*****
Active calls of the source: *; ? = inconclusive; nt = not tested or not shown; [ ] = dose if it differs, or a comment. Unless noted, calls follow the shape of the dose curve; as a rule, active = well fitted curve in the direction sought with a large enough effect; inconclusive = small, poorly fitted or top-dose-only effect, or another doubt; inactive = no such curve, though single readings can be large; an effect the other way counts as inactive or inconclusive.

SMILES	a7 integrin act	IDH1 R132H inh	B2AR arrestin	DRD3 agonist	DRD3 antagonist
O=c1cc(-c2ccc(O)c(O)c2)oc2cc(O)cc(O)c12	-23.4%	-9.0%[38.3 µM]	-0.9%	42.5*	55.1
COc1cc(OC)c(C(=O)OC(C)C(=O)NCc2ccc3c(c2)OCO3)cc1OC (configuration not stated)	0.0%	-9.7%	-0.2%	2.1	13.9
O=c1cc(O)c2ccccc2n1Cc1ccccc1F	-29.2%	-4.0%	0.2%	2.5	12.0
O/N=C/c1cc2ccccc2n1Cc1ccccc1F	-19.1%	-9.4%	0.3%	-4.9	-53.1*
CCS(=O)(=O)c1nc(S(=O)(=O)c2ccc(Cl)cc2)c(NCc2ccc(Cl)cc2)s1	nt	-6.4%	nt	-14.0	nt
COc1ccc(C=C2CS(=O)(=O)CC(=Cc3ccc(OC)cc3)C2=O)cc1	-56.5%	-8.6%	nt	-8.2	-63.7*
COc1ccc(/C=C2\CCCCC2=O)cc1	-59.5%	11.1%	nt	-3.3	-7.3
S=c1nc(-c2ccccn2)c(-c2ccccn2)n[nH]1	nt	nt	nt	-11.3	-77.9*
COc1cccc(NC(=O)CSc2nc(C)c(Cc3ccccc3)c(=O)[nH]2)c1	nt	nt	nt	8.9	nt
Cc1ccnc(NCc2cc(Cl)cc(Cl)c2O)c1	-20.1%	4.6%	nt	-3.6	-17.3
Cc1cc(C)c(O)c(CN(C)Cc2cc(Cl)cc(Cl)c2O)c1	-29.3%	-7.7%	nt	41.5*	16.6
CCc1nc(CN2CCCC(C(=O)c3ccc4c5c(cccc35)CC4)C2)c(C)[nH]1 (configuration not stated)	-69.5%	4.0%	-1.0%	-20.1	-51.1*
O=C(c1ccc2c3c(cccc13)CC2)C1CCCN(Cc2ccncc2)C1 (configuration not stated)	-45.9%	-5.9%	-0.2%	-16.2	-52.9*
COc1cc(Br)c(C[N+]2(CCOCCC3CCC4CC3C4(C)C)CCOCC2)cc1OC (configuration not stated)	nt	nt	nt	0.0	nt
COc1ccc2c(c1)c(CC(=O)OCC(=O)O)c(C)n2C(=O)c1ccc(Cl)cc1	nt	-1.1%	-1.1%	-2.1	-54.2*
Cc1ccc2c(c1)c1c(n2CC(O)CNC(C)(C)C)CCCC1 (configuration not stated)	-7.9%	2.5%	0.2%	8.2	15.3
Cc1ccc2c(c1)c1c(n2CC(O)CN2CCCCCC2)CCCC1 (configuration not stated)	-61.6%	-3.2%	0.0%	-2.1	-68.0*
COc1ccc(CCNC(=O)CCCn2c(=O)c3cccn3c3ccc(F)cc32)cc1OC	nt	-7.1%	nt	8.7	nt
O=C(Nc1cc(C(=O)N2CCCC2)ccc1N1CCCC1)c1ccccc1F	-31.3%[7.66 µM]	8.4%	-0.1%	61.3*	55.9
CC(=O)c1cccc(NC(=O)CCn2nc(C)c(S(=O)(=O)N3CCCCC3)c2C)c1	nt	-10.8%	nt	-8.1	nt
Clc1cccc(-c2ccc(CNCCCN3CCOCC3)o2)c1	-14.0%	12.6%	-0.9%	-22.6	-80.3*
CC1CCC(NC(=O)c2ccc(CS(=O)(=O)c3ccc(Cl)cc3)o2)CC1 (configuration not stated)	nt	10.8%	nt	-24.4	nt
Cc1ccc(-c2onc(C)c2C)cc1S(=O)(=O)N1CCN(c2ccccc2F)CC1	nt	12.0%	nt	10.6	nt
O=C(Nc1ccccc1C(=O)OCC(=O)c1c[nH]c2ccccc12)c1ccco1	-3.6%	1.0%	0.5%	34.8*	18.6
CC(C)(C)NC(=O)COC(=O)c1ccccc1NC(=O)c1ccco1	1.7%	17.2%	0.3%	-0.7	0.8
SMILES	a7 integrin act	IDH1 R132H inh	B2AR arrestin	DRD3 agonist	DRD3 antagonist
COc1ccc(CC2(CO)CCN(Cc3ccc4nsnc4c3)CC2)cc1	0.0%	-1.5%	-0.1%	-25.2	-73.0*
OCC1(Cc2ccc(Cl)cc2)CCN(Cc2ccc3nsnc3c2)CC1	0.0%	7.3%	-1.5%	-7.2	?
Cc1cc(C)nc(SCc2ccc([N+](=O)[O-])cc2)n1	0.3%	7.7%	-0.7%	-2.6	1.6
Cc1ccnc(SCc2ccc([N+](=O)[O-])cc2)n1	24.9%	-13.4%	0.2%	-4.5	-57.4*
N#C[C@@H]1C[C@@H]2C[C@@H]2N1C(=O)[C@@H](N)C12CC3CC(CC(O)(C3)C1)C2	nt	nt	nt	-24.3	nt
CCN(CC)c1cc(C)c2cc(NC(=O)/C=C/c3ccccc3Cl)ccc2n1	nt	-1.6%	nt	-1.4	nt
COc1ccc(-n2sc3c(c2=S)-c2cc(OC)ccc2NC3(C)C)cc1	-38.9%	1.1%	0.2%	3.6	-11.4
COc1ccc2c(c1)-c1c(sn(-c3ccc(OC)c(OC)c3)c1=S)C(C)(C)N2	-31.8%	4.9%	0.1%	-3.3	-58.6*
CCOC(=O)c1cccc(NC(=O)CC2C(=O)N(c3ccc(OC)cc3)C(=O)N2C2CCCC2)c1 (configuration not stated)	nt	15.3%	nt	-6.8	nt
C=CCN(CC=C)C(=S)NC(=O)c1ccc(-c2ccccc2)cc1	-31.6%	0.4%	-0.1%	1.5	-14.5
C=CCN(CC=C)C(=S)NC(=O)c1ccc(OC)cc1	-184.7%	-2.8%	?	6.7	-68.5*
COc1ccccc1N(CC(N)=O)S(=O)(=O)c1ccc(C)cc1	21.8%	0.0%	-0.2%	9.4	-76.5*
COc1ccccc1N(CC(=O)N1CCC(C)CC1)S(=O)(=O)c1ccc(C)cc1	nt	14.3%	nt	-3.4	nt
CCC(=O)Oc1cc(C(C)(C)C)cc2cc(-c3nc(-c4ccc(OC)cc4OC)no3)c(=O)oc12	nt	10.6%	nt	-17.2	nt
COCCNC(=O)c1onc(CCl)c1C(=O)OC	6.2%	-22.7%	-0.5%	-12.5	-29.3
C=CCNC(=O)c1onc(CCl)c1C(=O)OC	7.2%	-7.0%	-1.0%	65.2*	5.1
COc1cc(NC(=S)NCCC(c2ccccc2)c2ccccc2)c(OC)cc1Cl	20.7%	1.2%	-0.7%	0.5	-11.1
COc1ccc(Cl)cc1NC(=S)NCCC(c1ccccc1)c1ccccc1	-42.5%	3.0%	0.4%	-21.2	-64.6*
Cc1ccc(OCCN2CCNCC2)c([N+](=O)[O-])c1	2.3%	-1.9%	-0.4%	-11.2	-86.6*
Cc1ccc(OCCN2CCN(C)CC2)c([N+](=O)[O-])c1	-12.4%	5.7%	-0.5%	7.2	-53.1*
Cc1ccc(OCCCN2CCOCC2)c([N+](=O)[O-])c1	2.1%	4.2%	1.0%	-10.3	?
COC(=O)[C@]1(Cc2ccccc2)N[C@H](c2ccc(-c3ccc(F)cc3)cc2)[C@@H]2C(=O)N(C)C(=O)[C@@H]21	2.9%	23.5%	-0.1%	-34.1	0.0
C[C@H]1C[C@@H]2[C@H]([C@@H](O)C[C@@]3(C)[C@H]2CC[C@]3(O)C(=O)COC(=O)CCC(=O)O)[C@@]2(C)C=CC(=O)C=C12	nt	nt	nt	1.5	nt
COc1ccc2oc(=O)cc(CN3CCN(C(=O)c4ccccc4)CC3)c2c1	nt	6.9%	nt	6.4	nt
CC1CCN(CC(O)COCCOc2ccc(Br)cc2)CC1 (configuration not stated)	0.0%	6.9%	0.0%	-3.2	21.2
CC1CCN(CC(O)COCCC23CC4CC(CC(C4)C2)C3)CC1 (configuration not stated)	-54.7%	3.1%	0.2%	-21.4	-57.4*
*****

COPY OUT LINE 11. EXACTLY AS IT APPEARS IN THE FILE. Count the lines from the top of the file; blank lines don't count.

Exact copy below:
COc1cccc(NC(=O)CSc2nc(C)c(Cc3ccccc3)c(=O)[nH]2)c1	nt	nt	nt	8.9	nt